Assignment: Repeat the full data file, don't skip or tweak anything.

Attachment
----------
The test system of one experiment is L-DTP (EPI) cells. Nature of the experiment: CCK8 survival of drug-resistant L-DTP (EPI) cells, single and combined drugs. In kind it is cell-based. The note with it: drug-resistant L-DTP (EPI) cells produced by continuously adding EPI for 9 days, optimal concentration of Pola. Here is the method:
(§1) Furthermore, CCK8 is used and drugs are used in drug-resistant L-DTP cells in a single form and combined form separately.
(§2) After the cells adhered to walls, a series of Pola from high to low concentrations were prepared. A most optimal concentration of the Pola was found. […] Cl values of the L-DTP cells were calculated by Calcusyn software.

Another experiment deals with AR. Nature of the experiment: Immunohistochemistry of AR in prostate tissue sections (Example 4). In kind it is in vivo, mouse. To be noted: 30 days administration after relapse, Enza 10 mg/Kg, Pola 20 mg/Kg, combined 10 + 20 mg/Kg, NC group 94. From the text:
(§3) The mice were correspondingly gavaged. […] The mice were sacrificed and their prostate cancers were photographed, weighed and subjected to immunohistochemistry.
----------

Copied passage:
The test system of one experiment is L-DTP (EPI) cells. Nature of the experiment: CCK8 survival of drug-resistant L-DTP (EPI) cells, single and combined drugs. In kind it is cell-based. The note with it: drug-resistant L-DTP (EPI) cells produced by continuously adding EPI for 9 days, optimal concentration of Pola. Here is the method:
(§1) Furthermore, CCK8 is used and drugs are used in drug-resistant L-DTP cells in a single form and combined form separately.
(§2) After the cells adhered to walls, a series of Pola from high to low concentrations were prepared. A most optimal concentration of the Pola was found. […] Cl values of the L-DTP cells were calculated by Calcusyn software.

Another experiment deals with AR. Nature of the experiment: Immunohistochemistry of AR in prostate tissue sections (Example 4). In kind it is in vivo, mouse. To be noted: 30 days administration after relapse, Enza 10 mg/Kg, Pola 20 mg/Kg, combined 10 + 20 mg/Kg, NC group 94. From the text:
(§3) The mice were correspondingly gavaged. […] The mice were sacrificed and their prostate cancers were photographed, weighed and subjected to immunohistochemistry.